Accrued Expenses

Accrued Expenses: Advantages and Disadvantages

What are accrued expenses?

Accrued expenses are expenses that have occurred but have not yet been paid. This means that the company has received the goods or services but has not yet received a bill. Bills for accrued expenses usually come at a specific time, for instance, an electricity bill. 

With accrued expenses, the expense is typically recorded during the accounting period when the transaction occurred rather than when the payment was sent. Companies record accrued expenses as current liabilities in their balance sheets. This means that the company has an obligation to pay the expense in the future. Accrued expense is an estimate because the company or entity has not yet received the bill. 

Generally accepted accounting principles (GAAP) prefer the accrual accounting method because it provides a more accurate picture of a company’s financial position and performance. 

By recording accrued expenses in the period in which they are incurred, accrual accounting matches expenses with revenues. This results in a more accurate net income figure and a more realistic view of the company’s financial health.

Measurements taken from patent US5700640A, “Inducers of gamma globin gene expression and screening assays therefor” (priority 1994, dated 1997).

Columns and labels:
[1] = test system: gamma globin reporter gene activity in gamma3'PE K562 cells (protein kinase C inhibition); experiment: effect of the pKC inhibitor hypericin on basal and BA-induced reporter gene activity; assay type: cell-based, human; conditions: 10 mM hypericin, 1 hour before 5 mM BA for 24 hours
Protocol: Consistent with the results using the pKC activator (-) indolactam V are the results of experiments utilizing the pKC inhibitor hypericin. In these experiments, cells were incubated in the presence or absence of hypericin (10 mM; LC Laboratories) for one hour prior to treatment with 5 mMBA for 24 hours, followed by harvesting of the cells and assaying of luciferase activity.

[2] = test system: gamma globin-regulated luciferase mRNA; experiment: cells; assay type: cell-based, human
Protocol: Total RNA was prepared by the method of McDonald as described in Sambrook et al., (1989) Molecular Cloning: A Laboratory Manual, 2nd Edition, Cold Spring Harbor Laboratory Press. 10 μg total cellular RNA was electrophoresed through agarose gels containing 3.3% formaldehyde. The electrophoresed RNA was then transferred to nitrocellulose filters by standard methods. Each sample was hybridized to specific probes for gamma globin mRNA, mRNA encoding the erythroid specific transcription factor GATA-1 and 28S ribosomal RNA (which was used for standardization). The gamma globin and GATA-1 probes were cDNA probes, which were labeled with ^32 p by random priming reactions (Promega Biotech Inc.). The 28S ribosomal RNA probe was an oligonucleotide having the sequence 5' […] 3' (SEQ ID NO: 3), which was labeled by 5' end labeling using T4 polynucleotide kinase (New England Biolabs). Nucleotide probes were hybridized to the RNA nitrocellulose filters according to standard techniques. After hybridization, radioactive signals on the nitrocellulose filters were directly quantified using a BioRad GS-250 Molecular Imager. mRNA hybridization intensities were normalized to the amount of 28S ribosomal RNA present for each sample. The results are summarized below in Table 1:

Advantages and disadvantages of accrued expense records

Experts consider recording accrued expenses to be more accurate for financial statements. Recording accrued expenses also helps businesses plan their finances better. This way, businesses can enter expenses that are recurring and account for the expense even before it is due. 

However, recording accrued expenses is more time-consuming and requires more careful attention to detail. There are more chances of misstatements because accountants might end up recording an expense that has already been paid as accrued. Accrued expenses may also complicate things because it does not include cash and cash-related expenses. This can lead to differences between the bank account balance and the balance sheet.

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